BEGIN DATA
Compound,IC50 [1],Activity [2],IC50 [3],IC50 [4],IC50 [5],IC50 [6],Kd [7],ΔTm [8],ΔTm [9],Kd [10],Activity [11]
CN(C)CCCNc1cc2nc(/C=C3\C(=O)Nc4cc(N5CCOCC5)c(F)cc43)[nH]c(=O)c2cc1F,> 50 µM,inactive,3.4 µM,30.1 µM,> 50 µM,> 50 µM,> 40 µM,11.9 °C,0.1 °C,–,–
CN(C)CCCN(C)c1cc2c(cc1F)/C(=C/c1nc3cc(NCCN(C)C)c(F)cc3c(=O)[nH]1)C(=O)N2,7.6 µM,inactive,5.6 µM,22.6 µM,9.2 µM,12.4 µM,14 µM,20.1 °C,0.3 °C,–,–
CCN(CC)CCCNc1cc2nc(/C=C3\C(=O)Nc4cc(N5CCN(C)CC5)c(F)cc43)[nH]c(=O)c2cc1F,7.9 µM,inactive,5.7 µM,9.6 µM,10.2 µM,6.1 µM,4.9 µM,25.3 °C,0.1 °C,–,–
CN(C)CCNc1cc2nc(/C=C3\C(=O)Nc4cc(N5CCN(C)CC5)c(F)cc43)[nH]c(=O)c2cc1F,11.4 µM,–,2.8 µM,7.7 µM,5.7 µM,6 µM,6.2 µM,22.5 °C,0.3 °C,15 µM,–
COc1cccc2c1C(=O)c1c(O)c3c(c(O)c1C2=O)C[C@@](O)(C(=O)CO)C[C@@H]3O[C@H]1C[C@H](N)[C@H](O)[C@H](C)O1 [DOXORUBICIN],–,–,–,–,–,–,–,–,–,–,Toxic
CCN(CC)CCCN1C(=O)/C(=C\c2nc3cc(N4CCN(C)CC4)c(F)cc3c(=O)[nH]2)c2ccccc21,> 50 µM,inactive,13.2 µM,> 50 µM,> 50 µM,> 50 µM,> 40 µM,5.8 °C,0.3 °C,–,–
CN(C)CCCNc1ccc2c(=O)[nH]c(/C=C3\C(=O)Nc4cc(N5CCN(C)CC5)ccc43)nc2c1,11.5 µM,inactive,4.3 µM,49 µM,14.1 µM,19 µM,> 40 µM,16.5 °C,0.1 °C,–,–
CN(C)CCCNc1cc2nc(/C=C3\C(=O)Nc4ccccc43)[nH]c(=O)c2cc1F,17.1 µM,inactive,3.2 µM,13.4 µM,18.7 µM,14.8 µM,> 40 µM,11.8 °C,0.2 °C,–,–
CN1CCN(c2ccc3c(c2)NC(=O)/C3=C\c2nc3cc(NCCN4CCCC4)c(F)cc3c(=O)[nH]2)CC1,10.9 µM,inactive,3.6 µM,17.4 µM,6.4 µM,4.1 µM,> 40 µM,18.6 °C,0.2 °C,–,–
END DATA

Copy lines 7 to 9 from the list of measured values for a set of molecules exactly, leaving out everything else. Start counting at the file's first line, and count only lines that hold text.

CCN(CC)CCCN1C(=O)/C(=C\c2nc3cc(N4CCN(C)CC4)c(F)cc3c(=O)[nH]2)c2ccccc21,> 50 µM,inactive,13.2 µM,> 50 µM,> 50 µM,> 50 µM,> 40 µM,5.8 °C,0.3 °C,–,–
CN(C)CCCNc1ccc2c(=O)[nH]c(/C=C3\C(=O)Nc4cc(N5CCN(C)CC5)ccc43)nc2c1,11.5 µM,inactive,4.3 µM,49 µM,14.1 µM,19 µM,> 40 µM,16.5 °C,0.1 °C,–,–
CN(C)CCCNc1cc2nc(/C=C3\C(=O)Nc4ccccc43)[nH]c(=O)c2cc1F,17.1 µM,inactive,3.2 µM,13.4 µM,18.7 µM,14.8 µM,> 40 µM,11.8 °C,0.2 °C,–,–